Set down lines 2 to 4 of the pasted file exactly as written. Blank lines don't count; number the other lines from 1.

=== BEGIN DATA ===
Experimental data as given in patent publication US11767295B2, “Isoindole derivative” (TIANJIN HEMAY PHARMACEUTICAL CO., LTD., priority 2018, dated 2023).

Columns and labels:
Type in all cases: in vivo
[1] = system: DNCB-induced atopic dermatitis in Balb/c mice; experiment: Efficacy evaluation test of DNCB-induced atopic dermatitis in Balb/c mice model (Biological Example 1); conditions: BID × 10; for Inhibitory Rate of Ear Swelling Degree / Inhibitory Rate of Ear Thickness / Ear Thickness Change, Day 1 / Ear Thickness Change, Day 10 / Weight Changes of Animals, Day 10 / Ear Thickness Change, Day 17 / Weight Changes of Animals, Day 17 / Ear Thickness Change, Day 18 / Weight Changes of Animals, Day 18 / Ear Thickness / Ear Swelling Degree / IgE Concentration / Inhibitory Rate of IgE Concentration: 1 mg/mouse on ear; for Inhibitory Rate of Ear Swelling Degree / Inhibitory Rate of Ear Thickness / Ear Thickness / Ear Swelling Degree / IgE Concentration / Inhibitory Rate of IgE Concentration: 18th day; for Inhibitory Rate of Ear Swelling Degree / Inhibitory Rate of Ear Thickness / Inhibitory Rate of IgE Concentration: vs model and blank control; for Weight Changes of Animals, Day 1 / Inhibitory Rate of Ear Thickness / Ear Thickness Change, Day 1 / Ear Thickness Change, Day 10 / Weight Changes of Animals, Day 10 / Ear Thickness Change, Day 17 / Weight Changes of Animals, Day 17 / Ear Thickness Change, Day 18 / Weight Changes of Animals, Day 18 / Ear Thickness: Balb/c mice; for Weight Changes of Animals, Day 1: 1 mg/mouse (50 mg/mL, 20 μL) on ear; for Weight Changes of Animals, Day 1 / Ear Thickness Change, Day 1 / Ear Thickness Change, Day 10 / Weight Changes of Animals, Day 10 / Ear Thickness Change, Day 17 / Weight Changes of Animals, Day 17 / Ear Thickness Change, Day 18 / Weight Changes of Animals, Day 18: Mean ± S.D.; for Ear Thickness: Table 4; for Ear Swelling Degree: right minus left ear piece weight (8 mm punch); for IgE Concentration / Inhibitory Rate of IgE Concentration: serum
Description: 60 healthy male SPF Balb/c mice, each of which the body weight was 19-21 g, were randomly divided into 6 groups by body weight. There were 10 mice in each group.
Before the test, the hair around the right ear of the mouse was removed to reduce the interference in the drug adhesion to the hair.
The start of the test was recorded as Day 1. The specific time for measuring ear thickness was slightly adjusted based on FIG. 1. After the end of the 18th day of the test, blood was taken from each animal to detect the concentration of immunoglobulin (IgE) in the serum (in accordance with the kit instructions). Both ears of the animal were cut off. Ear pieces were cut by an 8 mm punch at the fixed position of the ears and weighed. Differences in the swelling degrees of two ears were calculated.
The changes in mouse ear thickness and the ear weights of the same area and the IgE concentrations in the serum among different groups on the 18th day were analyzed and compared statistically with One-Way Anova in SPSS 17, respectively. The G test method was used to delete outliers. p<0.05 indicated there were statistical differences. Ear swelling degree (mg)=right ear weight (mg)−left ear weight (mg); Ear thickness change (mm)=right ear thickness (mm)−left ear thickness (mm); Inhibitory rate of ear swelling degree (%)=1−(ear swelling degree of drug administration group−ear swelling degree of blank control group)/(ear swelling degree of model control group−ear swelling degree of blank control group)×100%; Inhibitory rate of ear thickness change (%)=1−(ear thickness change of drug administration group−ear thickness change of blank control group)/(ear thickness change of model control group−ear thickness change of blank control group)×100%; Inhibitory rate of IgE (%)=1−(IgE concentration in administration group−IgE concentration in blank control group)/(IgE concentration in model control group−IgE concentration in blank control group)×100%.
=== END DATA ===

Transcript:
Columns and labels:
Type in all cases: in vivo
[1] = system: DNCB-induced atopic dermatitis in Balb/c mice; experiment: Efficacy evaluation test of DNCB-induced atopic dermatitis in Balb/c mice model (Biological Example 1); conditions: BID × 10; for Inhibitory Rate of Ear Swelling Degree / Inhibitory Rate of Ear Thickness / Ear Thickness Change, Day 1 / Ear Thickness Change, Day 10 / Weight Changes of Animals, Day 10 / Ear Thickness Change, Day 17 / Weight Changes of Animals, Day 17 / Ear Thickness Change, Day 18 / Weight Changes of Animals, Day 18 / Ear Thickness / Ear Swelling Degree / IgE Concentration / Inhibitory Rate of IgE Concentration: 1 mg/mouse on ear; for Inhibitory Rate of Ear Swelling Degree / Inhibitory Rate of Ear Thickness / Ear Thickness / Ear Swelling Degree / IgE Concentration / Inhibitory Rate of IgE Concentration: 18th day; for Inhibitory Rate of Ear Swelling Degree / Inhibitory Rate of Ear Thickness / Inhibitory Rate of IgE Concentration: vs model and blank control; for Weight Changes of Animals, Day 1 / Inhibitory Rate of Ear Thickness / Ear Thickness Change, Day 1 / Ear Thickness Change, Day 10 / Weight Changes of Animals, Day 10 / Ear Thickness Change, Day 17 / Weight Changes of Animals, Day 17 / Ear Thickness Change, Day 18 / Weight Changes of Animals, Day 18 / Ear Thickness: Balb/c mice; for Weight Changes of Animals, Day 1: 1 mg/mouse (50 mg/mL, 20 μL) on ear; for Weight Changes of Animals, Day 1 / Ear Thickness Change, Day 1 / Ear Thickness Change, Day 10 / Weight Changes of Animals, Day 10 / Ear Thickness Change, Day 17 / Weight Changes of Animals, Day 17 / Ear Thickness Change, Day 18 / Weight Changes of Animals, Day 18: Mean ± S.D.; for Ear Thickness: Table 4; for Ear Swelling Degree: right minus left ear piece weight (8 mm punch); for IgE Concentration / Inhibitory Rate of IgE Concentration: serum